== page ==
- Body condition scoring system for greater one-horned rhino (Rhinoceros unicornis): Development and application. [JOURNAL ARTICLE]
- Zoo Biol 2016 Jun 20.
Preventing obesity in zoo animals is increasingly recognized as an important husbandry objective. To achieve this goal, body condition scoring (BCS) systems are available for an ever-increasing number of species. Here, we present a BCS for the greater one-horned rhinoceros (Rhinoceros unicornis) based on an evaluation (on a scale from 1 to 5) of seven different body regions, and report resulting scores for 62 animals from 27 facilities, based on digital photographs. In animals above 4 years of age, this BCS correlated with the body mass:shoulder height ratio. Although differences between the sexes for individual regions were noted (with consistently higher scores in males for the neck and shoulder and in parous females for the abdomen), the average BCS of all regions did not differ significantly between males (4.3 ± 0.4) and females (4.1 ± 0.5). Linking the BCS to results of a questionnaire survey and studbook information, there were no differences in BCS between animals with and without foot problems or between parous and non-parous females. In a very limited sample of 11 females, those eight that had been diagnosed with leiomyoma in a previous study had a higher BCS (range 3.9-4.9) than the three that had been diagnosed as leiomyoma-free (range 3.5-3.7). The BCS was correlated to the amount of food offered as estimated from the questionnaire. Adjusting the amounts and the nutritional quality of the diet components is an evident measure to maintain animals at a target BCS (suggested as 3-3.5). Zoo Biol. XX:XX-XX, 2016. © 2016 Wiley Periodicals, Inc.
- Zoo visitor perceptions, attitudes, and conservation intent after viewing African elephants at the San Diego Zoo Safari Park. [JOURNAL ARTICLE]
- Zoo Biol 2016 Jun 13.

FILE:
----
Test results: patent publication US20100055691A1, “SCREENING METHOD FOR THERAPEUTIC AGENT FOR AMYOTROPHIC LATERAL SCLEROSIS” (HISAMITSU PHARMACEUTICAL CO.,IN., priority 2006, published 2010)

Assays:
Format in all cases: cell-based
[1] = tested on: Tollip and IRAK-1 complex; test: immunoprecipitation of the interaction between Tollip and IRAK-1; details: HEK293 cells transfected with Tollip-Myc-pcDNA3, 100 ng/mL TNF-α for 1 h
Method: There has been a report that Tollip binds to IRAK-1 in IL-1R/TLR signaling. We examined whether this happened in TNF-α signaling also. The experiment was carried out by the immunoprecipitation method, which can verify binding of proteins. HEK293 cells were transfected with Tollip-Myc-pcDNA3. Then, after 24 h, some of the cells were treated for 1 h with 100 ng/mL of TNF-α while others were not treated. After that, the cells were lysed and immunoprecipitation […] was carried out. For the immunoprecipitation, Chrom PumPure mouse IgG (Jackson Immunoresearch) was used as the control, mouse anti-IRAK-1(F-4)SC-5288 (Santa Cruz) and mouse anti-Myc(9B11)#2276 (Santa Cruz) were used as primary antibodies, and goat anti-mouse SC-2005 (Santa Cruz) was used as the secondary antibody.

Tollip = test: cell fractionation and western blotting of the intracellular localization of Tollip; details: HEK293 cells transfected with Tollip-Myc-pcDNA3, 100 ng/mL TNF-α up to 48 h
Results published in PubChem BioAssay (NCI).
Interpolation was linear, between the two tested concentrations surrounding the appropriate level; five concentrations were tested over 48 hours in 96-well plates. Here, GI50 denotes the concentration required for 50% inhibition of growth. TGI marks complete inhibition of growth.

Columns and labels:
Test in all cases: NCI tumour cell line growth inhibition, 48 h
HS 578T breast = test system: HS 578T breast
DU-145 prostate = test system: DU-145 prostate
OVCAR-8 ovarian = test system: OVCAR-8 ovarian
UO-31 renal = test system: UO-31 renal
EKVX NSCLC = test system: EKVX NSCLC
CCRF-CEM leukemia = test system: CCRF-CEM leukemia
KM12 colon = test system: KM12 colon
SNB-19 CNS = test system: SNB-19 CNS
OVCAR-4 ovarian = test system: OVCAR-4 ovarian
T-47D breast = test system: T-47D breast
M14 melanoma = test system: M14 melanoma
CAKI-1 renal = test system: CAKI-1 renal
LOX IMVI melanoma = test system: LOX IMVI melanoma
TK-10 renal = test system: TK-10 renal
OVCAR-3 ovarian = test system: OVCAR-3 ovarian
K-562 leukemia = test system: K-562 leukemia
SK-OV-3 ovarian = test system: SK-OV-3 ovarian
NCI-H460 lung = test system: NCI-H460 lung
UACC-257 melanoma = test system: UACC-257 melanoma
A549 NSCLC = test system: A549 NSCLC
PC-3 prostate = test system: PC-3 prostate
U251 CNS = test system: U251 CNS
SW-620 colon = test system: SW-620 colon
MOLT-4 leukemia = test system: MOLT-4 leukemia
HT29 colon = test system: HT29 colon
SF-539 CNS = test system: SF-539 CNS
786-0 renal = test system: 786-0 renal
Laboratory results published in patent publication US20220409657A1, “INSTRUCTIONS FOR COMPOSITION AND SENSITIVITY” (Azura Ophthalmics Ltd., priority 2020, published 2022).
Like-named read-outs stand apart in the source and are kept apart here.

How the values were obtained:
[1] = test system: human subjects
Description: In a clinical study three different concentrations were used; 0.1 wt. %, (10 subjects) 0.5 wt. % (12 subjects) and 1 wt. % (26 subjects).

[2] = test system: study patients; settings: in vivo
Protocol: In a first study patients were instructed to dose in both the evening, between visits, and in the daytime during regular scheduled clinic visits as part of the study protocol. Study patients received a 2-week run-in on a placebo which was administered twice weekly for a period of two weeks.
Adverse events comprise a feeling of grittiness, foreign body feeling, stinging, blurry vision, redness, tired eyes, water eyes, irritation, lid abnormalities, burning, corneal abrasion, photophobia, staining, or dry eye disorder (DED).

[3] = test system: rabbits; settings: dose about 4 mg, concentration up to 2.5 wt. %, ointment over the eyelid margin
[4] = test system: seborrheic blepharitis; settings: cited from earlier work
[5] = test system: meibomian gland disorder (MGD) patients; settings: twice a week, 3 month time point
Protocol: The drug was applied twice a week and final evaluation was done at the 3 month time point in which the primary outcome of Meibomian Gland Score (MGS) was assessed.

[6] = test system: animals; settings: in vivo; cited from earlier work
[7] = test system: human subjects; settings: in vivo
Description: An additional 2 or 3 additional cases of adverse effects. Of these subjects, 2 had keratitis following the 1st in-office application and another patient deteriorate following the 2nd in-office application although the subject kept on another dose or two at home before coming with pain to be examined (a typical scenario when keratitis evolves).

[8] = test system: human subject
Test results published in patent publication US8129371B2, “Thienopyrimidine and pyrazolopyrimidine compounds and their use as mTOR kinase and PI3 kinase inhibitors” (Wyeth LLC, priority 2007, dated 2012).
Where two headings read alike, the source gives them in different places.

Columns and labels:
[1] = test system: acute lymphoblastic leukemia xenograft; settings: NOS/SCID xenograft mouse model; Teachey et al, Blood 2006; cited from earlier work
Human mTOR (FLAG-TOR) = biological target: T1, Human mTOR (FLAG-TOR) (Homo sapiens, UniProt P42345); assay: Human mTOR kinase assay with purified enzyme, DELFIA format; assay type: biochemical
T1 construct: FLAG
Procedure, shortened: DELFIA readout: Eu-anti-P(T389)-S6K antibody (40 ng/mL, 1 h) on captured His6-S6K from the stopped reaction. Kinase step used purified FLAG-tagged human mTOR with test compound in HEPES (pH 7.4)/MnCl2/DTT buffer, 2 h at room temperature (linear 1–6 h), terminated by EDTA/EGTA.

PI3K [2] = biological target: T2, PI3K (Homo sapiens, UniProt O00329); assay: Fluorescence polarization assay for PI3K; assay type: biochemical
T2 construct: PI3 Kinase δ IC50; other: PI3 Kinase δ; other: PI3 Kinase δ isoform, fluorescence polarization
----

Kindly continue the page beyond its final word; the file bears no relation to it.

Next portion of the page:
Elephants in the wild face several conservation issues. With the rebranding of zoos as conservation and education pioneers, they have the ability to both educate and inspire guests to action. The purpose of this research was to analyze visitor perceptions and attitudes toward elephant conservation and outcomes post-exhibit visit. A one-page survey was randomly administered to assess perceptions of elephant behavior, attitudes about elephant conservation, and intended conservation-related outcomes from September 2013 to January 2014. Principle component analysis identified three major components: concern for elephants in zoos, importance of elephants in the wild, and modification of nature. Visitors who scored highly on conservation intent were those with positive attitudes towards elephants in the wild and negative attitudes regarding the modification of nature. The greatest changes in conservation intent were a result of a self-reported up-close encounter and the ability to witness active behaviors. Providing guests with the opportunity to witness or experience such occurrences may aid in a more successful delivery of the zoo's conservation message. Further research into guest emotions and affective states in relation to viewing elephants in a zoological institution would provide greater insight into improving the guest experience and helping zoos meet their conservation mission. Zoo Biol. XX:XX-XX, 2016. © 2016 Wiley Periodicals, Inc.